COQUITLAM — Usually, School District 43 superintendent Tom Grant relishes the opportunity at board meetings to share positive updates of all that’s going on in the district.
But on Tuesday, Grant delivered the grim news to the politicians and public that the board is facing a $7.5-million operating budget shortfall for the current school year.
The superintendent explained the board is in the hole for a few reasons, which include overly optimistic numbers when the budget was being crafted last spring and a decline in student enrolment.
In fact, the district fell 223 students short of its projected enrolment numbers for the 2012/2013 school year, which — based on the per-student provincial funding formula — works out to roughly $1.4 million.
Grant was at a loss to explain how the prediction came up short, but suggested the decline is coming from the secondary end of the district.
“For the last four years, we nailed it,” he said. “This year it seems everyone, including other [districts] like New Westminster, are hit with the same thing.”
Other costs driving the shortfall include $3 million for salaries, another $1.5 million for benefits, services and supplies, which includes an eight-per-cent utility-rate increase.
The district also over-projected international education revenues to the tune of $1.3 million.
So with the district facing an impending shortfall, officials have devised a plan to save money without cutting staff.
In an effort to recover about $5 million of the total deficit, the district has proposed a host of cost-saving measures, including reducing its IT budget, overtime, caretaking supplies inventory, discretionary spending for board office employees and even catering costs.
“Without going severely into staffing, this was the best we could do right now,” Grant said.
The district could also apply to the province to carry forward a deficit to be paid off over several years.
The superintendent is expected to meet with Ministry of Education officials in Victoria next week to discuss the situation.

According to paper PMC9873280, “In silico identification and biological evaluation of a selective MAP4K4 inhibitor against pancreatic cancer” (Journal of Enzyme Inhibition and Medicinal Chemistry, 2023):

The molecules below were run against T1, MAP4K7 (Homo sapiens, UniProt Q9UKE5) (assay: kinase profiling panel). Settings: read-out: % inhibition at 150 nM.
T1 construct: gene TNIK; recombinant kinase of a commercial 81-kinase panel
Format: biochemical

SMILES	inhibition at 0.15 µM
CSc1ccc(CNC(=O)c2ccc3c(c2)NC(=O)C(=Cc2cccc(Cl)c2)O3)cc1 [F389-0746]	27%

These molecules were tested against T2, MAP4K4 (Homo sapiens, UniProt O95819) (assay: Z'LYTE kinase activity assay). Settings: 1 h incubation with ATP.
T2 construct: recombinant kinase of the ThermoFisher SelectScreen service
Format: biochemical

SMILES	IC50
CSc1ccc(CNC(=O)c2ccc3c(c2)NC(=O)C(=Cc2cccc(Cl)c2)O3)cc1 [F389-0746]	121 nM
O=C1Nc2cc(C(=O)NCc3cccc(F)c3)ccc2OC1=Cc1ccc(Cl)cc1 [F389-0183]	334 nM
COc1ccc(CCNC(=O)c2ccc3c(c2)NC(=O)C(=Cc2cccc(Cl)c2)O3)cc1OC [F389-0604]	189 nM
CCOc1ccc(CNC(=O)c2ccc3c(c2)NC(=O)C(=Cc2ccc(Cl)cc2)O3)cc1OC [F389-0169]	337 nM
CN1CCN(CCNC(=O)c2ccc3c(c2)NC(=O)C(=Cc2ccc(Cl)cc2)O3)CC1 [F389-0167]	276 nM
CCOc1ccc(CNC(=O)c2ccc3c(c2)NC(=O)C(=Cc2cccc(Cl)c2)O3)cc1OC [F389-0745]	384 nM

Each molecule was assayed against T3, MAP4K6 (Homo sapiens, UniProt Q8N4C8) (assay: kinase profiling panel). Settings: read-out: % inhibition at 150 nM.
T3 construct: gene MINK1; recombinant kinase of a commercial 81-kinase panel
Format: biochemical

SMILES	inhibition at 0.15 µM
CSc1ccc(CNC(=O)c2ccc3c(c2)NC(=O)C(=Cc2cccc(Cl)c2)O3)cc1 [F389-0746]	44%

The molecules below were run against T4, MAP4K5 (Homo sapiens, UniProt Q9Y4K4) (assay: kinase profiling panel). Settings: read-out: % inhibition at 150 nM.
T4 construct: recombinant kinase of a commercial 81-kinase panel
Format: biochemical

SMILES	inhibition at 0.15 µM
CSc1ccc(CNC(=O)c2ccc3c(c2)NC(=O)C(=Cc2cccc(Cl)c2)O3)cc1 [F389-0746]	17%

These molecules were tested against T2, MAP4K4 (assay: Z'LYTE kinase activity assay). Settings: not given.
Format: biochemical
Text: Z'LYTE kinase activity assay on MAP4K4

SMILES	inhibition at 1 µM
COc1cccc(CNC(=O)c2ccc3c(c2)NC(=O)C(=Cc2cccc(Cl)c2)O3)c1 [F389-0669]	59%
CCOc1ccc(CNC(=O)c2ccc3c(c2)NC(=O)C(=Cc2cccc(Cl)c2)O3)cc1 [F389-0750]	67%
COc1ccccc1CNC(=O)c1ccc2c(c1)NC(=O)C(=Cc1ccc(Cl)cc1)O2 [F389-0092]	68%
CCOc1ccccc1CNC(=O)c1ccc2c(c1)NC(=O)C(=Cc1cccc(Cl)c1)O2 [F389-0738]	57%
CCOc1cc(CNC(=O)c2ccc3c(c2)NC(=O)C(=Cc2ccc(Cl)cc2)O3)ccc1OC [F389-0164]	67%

The district has to offer an amended budget to the province by the end of February, but won’t know the final numbers until the end of the school year.
In the meantime, there appears to be plenty of blame to go around for the district’s current financial difficulties.
Trustee Brian Robinson blamed the provincial government, taking issue with the millions being spent on ads promoting the Liberals’ jobs plan.
He argued that while the government is spending money on self-promotion, it asked districts to help fund the last teachers’ contract.
“These millions being spent on TV ads and the like are tax funds that come from our children’s classroom, plain and simple,” Robinson said.
However, Coquitlam Teachers’ Association president Teresa Grandinetti put most of the blame on the district itself.
She suggested district staff didn’t look at the budget as critically as they should have last spring.
“I just think there was a lot of hoping of things,” Grandinetti said, noting there has been a historical projected decline in enrolment.
She added she would have preferred the district start the tough task of saving in September, rather than at this point in the year.
Grandinetti is also concerned what the shortfall will mean for next year’s budget when it comes to the extra $2 million the district annually contributes to keep class sizes below 30 students.
Board chair Melissa Hyndes offered to take some of the responsibility for the situation, maintaining the board is expected to make fiscally sound decisions with taxpayers’ money.
However, she also noted School District 43 gets the lowest per-student funding in the province and was critical of the government’s treatment of the district.
Specifically, she took issue with the way the ministry has distributed a grant called the Learning Improvement Fund.
The money is expected to go toward improving class size and composition in each district.
School District 43’s share is $3.1 million.
But since the district already puts $2 million toward that initiative, Hyndes said the district asked to put the extra money back into the operating budget.
The province turned down the request, to the disappointment of the board.
Hyndes also hinted that if the district finds itself in a similar situation for next year, everything is on the table for discussion, including staffing and extra money for class size and composition.